Updated: Jul 12, 2021
One of the most overlooked sources of risk for cat poisoning is found inside and all around your home: plants. Knowing ahead of time which plants--including some of the most strikingly beautiful plants--are a poison hazard will help you keep those potted beauties out of paw’s reach of curious kitty.
Who to Call if You Suspect a Cat Ingested Poison
The most important information we can give you is the "who to call list" should you suspect your cat has ingested poison. The following are phone calls you will need to make - immediately - if poisoning is suspected:
24-hour ASPCA Animal Poison Control Center (888-426-4435)
Pet Poison Helpline (800-213-6680)
Your local Emergency Animal Hospital
Keep these phone numbers on your fridge, stored in your phone, and on an index card in the location where you keep your pet’s food and first aid supplies.
Common Plants that are Poisonous to Cats
This member of the Lily family (see more on dangerous lilies below). Autumn Crocus contains a plant chemical called colchicine, which is highly toxic if ingested. Colchicine causes severe vomiting, gastrointestinal bleeding, damage to the liver and kidneys, and respiratory failure.
Chrysanthemum (Daisy, Mum)
A fall favorite, the mum plant contains several chemical compounds that, when ingested, cause a variety of reactions in your pet. The chemical compounds within the plant include lactones, pyrethrins, and sesquiterpene. Lactones contain allergenic properties that cause oral and skin irritation. Pyrethrins are commonly used in insecticides as well as flea and tick medication used for pets. If your cat ingests the mum plant, symptoms may include gastrointestinal pain/distress, vomiting, diarrhea, change in appetite, inflammation of the skin including the mouth, and drooling. Immediate medical attention is required.
If you’re one of the few people who owns a cat that likes to dig in the garden, then don’t plant or even pot a cyclamen (aka Persian Violent) in or around the house. Cyclamen contains a chemical called saponin. This irritating substance is not just present below the soil, in tubers and roots where it is most heavily concentrated, but also in the flowers and stems.When any part of the plant is ingested, even chewed and spit out, it can result in drooling, vomiting, diarrhea and lead to cardiac failure.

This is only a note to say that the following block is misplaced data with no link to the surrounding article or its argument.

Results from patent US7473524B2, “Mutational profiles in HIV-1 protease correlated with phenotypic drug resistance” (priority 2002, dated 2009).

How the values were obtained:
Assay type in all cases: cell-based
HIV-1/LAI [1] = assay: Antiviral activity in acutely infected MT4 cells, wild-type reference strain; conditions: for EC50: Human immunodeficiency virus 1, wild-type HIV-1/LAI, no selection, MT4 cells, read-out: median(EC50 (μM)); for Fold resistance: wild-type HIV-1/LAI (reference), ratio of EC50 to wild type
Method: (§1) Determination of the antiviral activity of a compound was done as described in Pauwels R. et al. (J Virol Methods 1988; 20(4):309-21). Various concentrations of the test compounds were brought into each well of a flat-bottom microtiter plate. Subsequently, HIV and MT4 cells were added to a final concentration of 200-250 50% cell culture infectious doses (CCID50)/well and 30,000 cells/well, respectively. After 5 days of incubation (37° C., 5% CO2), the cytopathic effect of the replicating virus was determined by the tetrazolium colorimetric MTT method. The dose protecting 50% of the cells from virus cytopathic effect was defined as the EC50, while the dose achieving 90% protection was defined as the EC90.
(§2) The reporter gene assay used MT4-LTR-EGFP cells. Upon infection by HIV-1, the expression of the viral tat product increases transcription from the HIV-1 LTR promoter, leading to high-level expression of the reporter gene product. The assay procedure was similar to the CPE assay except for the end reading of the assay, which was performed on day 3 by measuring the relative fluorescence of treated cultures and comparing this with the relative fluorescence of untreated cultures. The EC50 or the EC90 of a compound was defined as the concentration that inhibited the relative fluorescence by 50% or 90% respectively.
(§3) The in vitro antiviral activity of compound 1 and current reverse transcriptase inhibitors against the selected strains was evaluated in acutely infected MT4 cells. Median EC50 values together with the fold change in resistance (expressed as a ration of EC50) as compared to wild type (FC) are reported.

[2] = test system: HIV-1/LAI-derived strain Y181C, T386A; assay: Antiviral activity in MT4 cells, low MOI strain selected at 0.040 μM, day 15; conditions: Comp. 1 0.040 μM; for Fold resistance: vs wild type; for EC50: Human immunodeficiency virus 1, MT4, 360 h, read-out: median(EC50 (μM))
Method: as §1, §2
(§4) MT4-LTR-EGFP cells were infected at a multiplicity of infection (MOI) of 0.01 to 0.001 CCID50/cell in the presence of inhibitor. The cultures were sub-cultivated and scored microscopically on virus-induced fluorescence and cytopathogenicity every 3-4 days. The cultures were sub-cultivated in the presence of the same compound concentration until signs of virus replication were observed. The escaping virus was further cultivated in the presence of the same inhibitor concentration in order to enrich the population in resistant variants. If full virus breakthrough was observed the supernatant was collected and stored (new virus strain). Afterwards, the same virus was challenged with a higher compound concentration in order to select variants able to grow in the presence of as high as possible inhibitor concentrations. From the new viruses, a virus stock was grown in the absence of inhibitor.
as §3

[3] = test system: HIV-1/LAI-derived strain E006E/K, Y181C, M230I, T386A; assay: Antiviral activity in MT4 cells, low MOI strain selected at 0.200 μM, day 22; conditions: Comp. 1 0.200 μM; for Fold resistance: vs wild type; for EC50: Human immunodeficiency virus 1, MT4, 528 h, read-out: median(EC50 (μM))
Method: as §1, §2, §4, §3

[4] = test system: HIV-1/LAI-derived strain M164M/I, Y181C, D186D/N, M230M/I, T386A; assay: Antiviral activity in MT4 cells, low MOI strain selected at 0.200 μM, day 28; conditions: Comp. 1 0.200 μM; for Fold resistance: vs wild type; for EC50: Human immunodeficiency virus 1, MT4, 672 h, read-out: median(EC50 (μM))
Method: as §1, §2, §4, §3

The stunning lily is so dangerous to cats that a national campaign has been implemented to warn cat owners: “No Lilies for Kitties.” The campaign describes the risk for cat fatality if you choose to keep any of the following varieties of lily in your garden or inside the home:
Peace, Peruvian, and Calla lilies contain oxalate crystals that cause irritation to the mouth, tongue, pharynx, and esophagus and this results in minor drooling.
Tiger, Day, Asiatic, Easter and Japanese Show lilies have high concentrations of several plant chemicals that are toxic to cats.
Those vibrant, drooping trumpet-shaped blossoms that delicately hang from foxglove’s tall stalks are deadly to cats and many other animals as well. Foxglove is also known by the scientific name digitalis (just like the heart medication, which is made from this plant). Digitalis is a chemical that alters the heart rate by directly interfering with electrolyte balance within the heart muscle.
The aromatic Mountain Laurel is deadly to grazing animals and family pets. You will know when you are in the presence of mountain laurel because it has an intense floral scent that some consider "intoxicating"--and the scent intensifies as you move closer to the shrub. However, a dog or cat that ingests mountain laurel will experience drooling, committing, diarrhea, cardiac arrhythmia, tremors and may fall into a coma and die.
Plants that are Poisonous to Cats
Oleander plant - poisonous to pets. photo credit wikimed
Lily of the Valley
Learn more about these poisonous plants -- and discover safer alternatives--by visiting the ASPCA website.
Symptoms Seen in Cat Poisoned by Plant Ingestion
If you notice any of the following symptoms in your cat, seek immediate veterinary care:
Change in sleep pattern
Difficulty breathing (heavy breathing or slower rate of breathing)
Change in pulse (faster or slower)
Change in appetite including drinking water
Change in behavior around other animals and people
Change in color and odor of stool
Be Prepared for a Pet Poisoning Emergency
If you are a pet owner, it is important to be prepared for a pet emergency. In an upcoming blog post, we will report on pet emergency preparation, not just for poisonings but for a variety of urgent and emergency situations in which you need to be as prepared for your pet as you would be for family. Until then, we refer you to this resource on how to put together a pet poisoning emergency kit.